return (
<View className="flex-1 justify-center">
<FocusAwareStatusBar />
<Text variant="md" className="text-center">
Error loading post
return (
<View className="flex-1 ">
<FocusAwareStatusBar />
<Text variant="h2">{data.title}</Text>
<Text variant="md">{data.body} </Text>

Add new post

To add a new post, we can use the createMutation function from the react-query-kit library.

Here are the steps to create the useAddPost hook:

  1. Create a new file called use-add-post.ts inside the src/api/posts folder.
  2. Define a type for your Variables and Response to ensure that you are sending the correct data to the server.
  3. Use the createMutation function from react-query-kit library to create a mutation hook that will send the data to the server. We’ll name this hook useAddPost.

Here is the complete code for the use-add-post.ts file:

import type { AxiosError } from 'axios';
import { createMutation } from 'react-query-kit';
import { client } from '../common';
import type { Post } from './types';
type Variables = { title: string; body: string; userId: number };
type Response = Post;
export const useAddPost = createMutation<Response, Variables, AxiosError>({
mutationFn: async (variables) =>
url: 'posts/add',
method: 'POST',
data: variables,
}).then((response) =>,

Now that we have our mutation hook ready. Let’s create a new screen called AddPost and use data from useAddPost hook to create a new post:

Exactly the same way we did in form section while creating a login form, we will follow the same approach to create a from to create a new post.

  1. Create the schema for the new form using Zod
  2. Create the form using react-hook-form
  3. Get mutate function from useAddPost hook and call it when the form is submitted
  4. You can use the isLoading state to display a loading indicator while the data is being sent to the server and then redirect the user to the feed screen on success.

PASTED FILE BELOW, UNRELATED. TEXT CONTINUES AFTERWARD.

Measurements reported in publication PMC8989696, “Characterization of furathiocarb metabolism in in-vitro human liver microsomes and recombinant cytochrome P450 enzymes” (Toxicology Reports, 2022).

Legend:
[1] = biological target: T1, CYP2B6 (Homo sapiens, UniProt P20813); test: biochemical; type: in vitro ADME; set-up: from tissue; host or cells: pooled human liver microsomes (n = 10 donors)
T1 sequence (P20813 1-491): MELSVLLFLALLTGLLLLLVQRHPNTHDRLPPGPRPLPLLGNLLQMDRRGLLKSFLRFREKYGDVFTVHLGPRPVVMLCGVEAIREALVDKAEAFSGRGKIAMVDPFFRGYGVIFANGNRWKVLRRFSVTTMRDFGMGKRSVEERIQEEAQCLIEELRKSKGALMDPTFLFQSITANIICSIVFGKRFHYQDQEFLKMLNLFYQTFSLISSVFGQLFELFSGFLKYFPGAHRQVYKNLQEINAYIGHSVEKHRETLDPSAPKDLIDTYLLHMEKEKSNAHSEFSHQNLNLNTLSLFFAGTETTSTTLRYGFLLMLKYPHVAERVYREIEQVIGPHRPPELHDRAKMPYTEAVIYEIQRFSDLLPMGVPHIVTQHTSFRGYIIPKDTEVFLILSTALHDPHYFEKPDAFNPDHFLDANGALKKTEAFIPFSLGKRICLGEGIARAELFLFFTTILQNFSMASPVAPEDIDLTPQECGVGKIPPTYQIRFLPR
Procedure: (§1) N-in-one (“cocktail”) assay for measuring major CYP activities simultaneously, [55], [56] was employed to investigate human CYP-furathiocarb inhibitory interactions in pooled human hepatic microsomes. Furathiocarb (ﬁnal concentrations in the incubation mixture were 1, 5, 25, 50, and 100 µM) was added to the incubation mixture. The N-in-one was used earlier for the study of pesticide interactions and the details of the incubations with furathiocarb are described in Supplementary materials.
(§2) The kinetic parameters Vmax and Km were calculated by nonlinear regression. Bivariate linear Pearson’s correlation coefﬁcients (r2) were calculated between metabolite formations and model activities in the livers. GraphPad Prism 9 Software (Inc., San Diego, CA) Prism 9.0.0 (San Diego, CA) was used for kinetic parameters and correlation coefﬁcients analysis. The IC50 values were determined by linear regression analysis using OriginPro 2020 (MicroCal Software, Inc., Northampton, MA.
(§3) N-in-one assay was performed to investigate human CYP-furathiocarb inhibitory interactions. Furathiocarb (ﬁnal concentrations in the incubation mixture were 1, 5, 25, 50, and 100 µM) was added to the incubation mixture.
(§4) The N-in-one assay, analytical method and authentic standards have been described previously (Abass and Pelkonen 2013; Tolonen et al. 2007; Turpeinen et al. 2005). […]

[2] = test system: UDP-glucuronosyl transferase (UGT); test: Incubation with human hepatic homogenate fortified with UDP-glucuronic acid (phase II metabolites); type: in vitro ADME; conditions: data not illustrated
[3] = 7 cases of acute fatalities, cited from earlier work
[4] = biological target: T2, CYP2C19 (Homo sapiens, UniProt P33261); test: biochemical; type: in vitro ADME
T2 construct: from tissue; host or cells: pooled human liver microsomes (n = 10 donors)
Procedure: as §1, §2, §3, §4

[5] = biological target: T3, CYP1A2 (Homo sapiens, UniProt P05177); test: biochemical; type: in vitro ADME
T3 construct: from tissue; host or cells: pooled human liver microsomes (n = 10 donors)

import { zodResolver } from '@hookform/resolvers/zod';
import * as React from 'react';
import { useForm } from 'react-hook-form';
import { showMessage } from 'react-native-flash-message';
import { z } from 'zod';
import { useAddPost } from '@/api';
import { Button, ControlledInput, showErrorMessage, View } from '@/ui';
const schema = z.object({
title: z.string().min(10),
body: z.string().min(120),
type FormType = z.infer<typeof schema>;
export const AddPost = () => {
const { control, handleSubmit } = useForm<FormType>({
resolver: zodResolver(schema),
const { mutate: addPost, isLoading } = useAddPost();
const onSubmit = (data: FormType) => {
{, userId: 1 },
onSuccess: () => {
message: 'Post added successfully',
type: 'success',
// here you can navigate to the post list and refresh the list data
onError: () => {
showErrorMessage('Error adding post');
return (
<View className="flex-1 p-4 ">
label="Add Post"

Create API Hooks with Vs Code Snippets

Maybe you mentioned that creating a new query or mutation hook looks the same every time and you are right. That is why we created a set of vscode snippets to help you create your hooks in no time.

  • useq : Create a new query hook


  • useqp : Create a new query hook with params

  • useiq : Create a new infinite query hook

  • usem : Create a new mutation hook